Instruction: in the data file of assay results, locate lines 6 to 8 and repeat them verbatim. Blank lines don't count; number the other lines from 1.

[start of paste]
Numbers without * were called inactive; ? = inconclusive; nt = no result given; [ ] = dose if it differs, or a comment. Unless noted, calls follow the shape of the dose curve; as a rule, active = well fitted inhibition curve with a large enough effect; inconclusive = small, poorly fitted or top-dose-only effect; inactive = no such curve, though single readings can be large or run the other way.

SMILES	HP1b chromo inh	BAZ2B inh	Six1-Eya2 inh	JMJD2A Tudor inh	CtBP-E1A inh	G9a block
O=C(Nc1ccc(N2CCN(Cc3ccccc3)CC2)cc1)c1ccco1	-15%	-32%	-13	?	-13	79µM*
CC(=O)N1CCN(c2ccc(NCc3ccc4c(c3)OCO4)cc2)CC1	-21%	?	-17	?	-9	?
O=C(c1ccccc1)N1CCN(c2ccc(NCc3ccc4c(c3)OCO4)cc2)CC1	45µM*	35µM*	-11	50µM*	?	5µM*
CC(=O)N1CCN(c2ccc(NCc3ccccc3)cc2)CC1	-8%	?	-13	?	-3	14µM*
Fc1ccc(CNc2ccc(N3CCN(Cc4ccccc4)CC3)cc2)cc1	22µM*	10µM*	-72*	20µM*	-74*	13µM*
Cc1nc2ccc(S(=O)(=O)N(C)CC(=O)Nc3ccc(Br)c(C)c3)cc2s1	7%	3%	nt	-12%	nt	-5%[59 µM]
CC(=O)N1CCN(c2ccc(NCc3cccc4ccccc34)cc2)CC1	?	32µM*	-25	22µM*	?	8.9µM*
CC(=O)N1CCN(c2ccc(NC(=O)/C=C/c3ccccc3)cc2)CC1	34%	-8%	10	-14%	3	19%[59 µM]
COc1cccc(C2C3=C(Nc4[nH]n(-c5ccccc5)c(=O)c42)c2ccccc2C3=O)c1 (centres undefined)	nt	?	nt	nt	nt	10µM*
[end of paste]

CC(=O)N1CCN(c2ccc(NCc3ccccc3)cc2)CC1	-8%	?	-13	?	-3	14µM*
Fc1ccc(CNc2ccc(N3CCN(Cc4ccccc4)CC3)cc2)cc1	22µM*	10µM*	-72*	20µM*	-74*	13µM*
Cc1nc2ccc(S(=O)(=O)N(C)CC(=O)Nc3ccc(Br)c(C)c3)cc2s1	7%	3%	nt	-12%	nt	-5%[59 µM]